A. We ask that you bring only one support person with you to treatment. If more than one person comes with you they may be asked to wait in the waiting areas on the first or second floor, as our office waiting area is often full. There are several areas on the hospital campus where family and friends can wait including the hospital’s Creekside Café located in building D or the cafeteria in building B.
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Q. Can I eat during my treatment?

A. You are encouraged to bring snacks or a lunch from home with you to treatment if you know your treatment will be long or if you might get hungry. There are minimal snacks (i.e. crackers and beverages) available at the clinic for patients only. Coffee, tea, and water are available for your support person.
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Q. Can I take my other medications while undergoing chemo treatment?

A. Unless told otherwise by your oncologist, continue to take any previously prescribed medications. If you are on pain medication, please remember to bring it with you to your chemo treatments if you will need to take it during treatment time. Many over the counter medications are safe to take during treatment also such as those for constipation, diarrhea, and indigestion. Tylenol is the only over-the-counter pain medication we recommend you take unless your doctor has told you otherwise.
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Q. Can I go to the dentist or have my teeth cleaned?

A. Ask your doctor or nurse when would be the best time for you to see the dentist while undergoing chemo treatment. For more information, refer to http://www.chemocare.com/managing/low_blood_counts.asp
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Q. When should I call the doctor?

A. You should call your doctor if you have fever of 100.5 or higher or other signs and symptoms of an infection such as shaking and chills and your side effects are not being controlled by your medications, or you have any other medical problems that concern you. We are open Monday-Friday from 7:30am-5:00pm. If you are having a problem, please call as soon as possible so that, if necessary, we schedule an appointment for you. After-hours or weekends, call our main office number and the operator will put you through to the on-call doctor.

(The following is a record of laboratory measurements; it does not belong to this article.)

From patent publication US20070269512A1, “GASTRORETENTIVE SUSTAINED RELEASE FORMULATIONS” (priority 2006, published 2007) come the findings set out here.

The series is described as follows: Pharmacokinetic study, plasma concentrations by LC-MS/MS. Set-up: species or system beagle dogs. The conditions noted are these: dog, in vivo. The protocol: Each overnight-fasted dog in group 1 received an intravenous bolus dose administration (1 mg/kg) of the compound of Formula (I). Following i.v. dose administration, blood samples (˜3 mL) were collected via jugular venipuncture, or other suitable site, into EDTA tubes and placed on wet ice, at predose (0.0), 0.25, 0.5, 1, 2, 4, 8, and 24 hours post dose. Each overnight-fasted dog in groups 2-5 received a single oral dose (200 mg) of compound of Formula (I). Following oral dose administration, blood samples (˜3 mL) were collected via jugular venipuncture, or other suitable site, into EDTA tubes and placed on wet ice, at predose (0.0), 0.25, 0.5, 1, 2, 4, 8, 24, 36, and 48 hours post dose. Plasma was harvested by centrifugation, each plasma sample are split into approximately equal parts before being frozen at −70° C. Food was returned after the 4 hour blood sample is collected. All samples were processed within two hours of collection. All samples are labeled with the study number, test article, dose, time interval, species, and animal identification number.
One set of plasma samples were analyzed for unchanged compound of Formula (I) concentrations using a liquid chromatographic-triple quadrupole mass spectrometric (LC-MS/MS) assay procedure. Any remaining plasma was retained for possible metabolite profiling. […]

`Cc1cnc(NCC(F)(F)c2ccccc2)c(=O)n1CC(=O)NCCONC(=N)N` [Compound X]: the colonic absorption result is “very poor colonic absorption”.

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Q. Can I drive after treatment?

A. We recommend you have someone drive you on your first and second treatments.
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Q. Should I wear a mask or avoid public places?

A. When your immune system (white blood cells) is low you are more prone to infection. The best way to prevent an infection is for you, and those coming in contact with you, to wash your hands frequently. You can use hand sanitizer when soap and water are not accessible to you. You do not have to wear a mask but it is wise to avoid contact with people who you know are ill. For more information, refer to http://www.chemocare.com/managing/low_blood_counts.asp.
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Q. Are there any vitamins or supplements that I should be taking?

A. A daily multi-vitamin and a well balanced diet should be sufficient. It is not a good idea to take high doses of vitamins. Large doses of vitamins or minerals can be toxic or harmful in some instances and are counterproductive to chemotherapy and radiation treatment. For more information, refer to http://www.chemocare.com/eatingwell/vitamins_and_cancer.asp